Pretty, Fizzy Paradise

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Saturday, February 14, 2009

Happy Valentine's Day!

Since it's Valentine's Day, it seems like a good idea to talk about romance! Well, really, I just want to talk about why I love Superman and Lois Lane.

I think everyone's heard of the Moonlighting curse. It's based on that tv show with Bruce Willis and Cybil Shepherd. There's lots of sexual tension and eventually the characters get together and the show fizzles.

TV shows, ever since, have been endlessly terrified that this will happen to their tv shows. Of course, this invariably leads to something worse. The anti-Moonlighting curse. Which is when the tv shows (or comics, or book series) go overboard thinking of incredibly stupid reasons why their leads should not get together.

You know, things like viruses that will kill one of them if they touch. Or deals with the devil. Amnesia. Fake deaths. Things like that.

Because god forbid writers take an organic storyline development and USE it. Anyone whose been married knows deep down that the tension and conflict doesn't end with "I do" and good writers know how to use that. Marriage doesn't have to be the end of the story. It doesn't have to be relegated to alternate universes or secondary futuristic dimensions.

That's why I love Clark and Lois. By all rights, their marriage shouldn't have worked. They spent what, half a century, as an on-again-off-again, will-they-won't-they couple. Marriage should have ruined everything.

But it didn't.

Clark Kent and Lois Lane got married. And they didn't stop being them. Lois is still bossy, hen-pecking and prone to trouble. Clark still keeps secrets for really bizarre reasons (as much as Decisions bored me, I can imagine Clark amusing himself by never telling Lois his voting inclinations just because she wants to know so much).

Clark and Lois have been married for 13 years. That's pretty impressive for a real life couple nowadays. And for comics, where certain writers couldn't possibly conceive of stories involving a *gasp* married Spider-Man without resorting to wiping the slate clean, it's even more impressive. I'm sure there are advocates arguing that Clark and Lois should not be married out there. And maybe some day they'll win. But right now, the writers have embraced this massive change in status quo and worked with it. And neither Superman, Lois, or our precious childhood memories have suffered in the process.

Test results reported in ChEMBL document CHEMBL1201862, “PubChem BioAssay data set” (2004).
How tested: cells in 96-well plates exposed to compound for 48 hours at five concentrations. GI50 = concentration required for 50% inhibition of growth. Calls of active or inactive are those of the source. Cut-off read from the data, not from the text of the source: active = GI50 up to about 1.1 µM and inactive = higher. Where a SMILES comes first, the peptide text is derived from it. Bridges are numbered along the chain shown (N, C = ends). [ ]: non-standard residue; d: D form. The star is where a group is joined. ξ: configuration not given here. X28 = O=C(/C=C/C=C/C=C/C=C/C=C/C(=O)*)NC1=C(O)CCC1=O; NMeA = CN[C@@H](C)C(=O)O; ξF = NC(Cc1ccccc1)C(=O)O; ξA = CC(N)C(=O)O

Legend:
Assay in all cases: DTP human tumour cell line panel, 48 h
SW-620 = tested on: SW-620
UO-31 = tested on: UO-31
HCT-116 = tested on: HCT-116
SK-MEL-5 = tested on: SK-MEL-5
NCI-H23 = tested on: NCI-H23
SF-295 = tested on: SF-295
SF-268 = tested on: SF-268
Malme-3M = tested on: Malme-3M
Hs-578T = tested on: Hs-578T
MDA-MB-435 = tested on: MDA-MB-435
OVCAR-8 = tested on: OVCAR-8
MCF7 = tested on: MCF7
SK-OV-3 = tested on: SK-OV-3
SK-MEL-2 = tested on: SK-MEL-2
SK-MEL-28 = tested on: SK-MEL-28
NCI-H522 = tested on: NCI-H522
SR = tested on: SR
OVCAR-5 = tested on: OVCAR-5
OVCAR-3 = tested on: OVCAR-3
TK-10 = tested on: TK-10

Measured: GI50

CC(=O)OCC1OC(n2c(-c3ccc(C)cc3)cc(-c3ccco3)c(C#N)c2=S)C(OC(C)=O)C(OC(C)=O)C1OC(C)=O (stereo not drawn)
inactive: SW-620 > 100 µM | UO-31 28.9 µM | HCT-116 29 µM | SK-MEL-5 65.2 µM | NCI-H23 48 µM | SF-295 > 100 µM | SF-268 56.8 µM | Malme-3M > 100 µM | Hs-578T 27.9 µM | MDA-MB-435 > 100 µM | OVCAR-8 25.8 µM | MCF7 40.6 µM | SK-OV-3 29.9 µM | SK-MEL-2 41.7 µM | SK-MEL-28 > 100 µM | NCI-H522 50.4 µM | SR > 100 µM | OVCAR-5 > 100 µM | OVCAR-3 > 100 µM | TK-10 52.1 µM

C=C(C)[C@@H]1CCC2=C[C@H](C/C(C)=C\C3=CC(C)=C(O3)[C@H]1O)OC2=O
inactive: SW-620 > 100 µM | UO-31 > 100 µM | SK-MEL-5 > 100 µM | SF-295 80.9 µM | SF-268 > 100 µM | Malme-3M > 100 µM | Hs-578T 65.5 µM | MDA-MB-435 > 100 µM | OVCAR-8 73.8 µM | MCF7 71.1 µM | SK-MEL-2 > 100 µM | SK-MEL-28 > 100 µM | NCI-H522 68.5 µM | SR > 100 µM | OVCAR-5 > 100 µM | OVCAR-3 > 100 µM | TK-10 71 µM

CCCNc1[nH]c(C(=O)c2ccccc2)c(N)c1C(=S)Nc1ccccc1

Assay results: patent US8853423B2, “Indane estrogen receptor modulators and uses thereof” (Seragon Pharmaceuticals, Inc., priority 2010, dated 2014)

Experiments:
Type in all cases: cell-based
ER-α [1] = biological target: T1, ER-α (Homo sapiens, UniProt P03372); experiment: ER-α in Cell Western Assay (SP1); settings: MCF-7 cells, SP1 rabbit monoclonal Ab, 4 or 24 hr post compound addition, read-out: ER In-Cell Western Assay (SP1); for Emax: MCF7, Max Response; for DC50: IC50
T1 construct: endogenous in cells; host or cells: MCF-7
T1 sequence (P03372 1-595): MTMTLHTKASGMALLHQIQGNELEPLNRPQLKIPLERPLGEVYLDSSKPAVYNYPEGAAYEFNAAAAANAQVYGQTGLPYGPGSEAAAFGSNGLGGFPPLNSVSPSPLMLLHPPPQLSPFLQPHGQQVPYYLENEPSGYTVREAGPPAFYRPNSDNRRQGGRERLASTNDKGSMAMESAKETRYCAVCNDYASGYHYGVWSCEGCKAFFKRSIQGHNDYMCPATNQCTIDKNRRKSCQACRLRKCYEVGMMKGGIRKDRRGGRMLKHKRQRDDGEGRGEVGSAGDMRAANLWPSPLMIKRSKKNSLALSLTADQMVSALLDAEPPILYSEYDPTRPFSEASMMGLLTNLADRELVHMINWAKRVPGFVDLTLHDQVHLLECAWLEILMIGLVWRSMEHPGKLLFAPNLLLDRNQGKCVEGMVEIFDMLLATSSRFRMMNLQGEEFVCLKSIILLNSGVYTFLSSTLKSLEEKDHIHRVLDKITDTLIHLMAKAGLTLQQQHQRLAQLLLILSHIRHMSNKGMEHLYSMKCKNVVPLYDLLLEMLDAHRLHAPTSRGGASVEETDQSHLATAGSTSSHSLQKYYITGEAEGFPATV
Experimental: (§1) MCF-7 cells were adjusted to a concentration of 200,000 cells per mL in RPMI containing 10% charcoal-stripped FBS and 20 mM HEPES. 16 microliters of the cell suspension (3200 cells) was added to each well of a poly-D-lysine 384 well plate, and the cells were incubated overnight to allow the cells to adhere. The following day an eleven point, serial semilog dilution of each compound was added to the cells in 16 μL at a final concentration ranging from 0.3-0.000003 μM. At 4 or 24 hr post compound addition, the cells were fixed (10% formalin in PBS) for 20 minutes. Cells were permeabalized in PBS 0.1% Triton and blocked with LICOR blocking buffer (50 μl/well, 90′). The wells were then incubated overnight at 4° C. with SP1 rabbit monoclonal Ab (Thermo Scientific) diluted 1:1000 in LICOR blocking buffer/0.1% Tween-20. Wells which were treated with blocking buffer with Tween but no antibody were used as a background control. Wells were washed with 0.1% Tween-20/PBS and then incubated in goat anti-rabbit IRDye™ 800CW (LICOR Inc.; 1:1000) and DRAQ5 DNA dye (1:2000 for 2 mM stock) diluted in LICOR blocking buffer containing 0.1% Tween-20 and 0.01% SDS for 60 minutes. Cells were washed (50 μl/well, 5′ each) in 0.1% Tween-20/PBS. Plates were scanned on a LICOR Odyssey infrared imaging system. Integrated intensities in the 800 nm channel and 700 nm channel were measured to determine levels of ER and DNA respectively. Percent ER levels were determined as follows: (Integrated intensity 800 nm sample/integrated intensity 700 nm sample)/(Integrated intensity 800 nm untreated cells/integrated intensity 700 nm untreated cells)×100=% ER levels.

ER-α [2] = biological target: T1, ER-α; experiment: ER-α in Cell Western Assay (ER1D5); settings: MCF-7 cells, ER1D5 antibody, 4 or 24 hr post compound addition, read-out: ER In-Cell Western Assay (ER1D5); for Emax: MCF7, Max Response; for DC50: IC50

• At February 14, 2009 6:24 PM, Blogger ARS said…

    Well said.


  • At February 14, 2009 10:23 PM, Blogger notintheface said…

    I remember hearing about how Grant Morrison and Mark Waid made a Superman story pitch around 1998-1999 which involved Brainiac somehow wiping out everyone's memory of Clark and Superman being the same person. This memory wipe included Lois and excluded Clark/Supes. Hence would the dreaded Clark/Lois/Supes triangle be restored.

    Thank God it was rejected, even i it meant Morrison not working on the regular Supes books.

  • At February 15, 2009 8:50 AM, Blogger SallyP said…

    Attraction, romance and even courtship are easy. Marriage is hard. Hard, and therefore, worthwhile, because you actually have to work at it.

    Lois and Clark work at it. So did Ralph and Sue, Scott and Barda and yes, even Peter and Mary Jane...until the devil got invovled.

  • At February 15, 2009 1:11 PM, Anonymous Anonymous said…

    It's always stunned me that marreid writers in television and comics lack such imagination for the challenges of a working marriage.

    I never got to excited for a relationship on Buffy/Angel, because I knew that Whedon so believes that good drama only comes from relationships going sour. And sadly, many writers in comics seem tied to that idea. Even the best of marriages-actually, especially the best of marriages (and ones that make it to the "death do us part" part of it)-go through rough patches. There are fights, heartaches, temptations, etc.

    I mean, I don't mind a story where you wonder if the marriage will survive...but it is not like great drama can't be found in nearing that edge and then backing away from it.

    I give DC credit for sticking it out and not giving in to an easy out of just undoing the marriage. I would not mind a storyline where a super-villain manages to make everyone but the hero forget their marriage-imagine the horror of coming home to the person you love and they have no memory of your life together? But that's the story-how does the hero rectify the situation and fix it?

  • At February 16, 2009 10:18 AM, Anonymous Anonymous said…

    I give LOIS & CLARK at least partial credit for this; for that show to work, Lois had to grow past her silver age arch-nemesis role and become a viable partner for Superman. DC seemed to be committed to keeping some consistency with the show. I admit I wasn't reading Superman then, but seeing Lois as Clark's partner, rather than his girlfriend, sold me on them as a team.

    -- Jack of Spades

  • At February 17, 2009 6:15 PM, Blogger notintheface said…

    "Attraction, romance and even courtship are easy. Marriage is hard. Hard, and therefore, worthwhile, because you actually have to work at it."

    Wish me luck, then, because I'm officially going to find out in the latter part of this year. I just took the big step a few weeks back.


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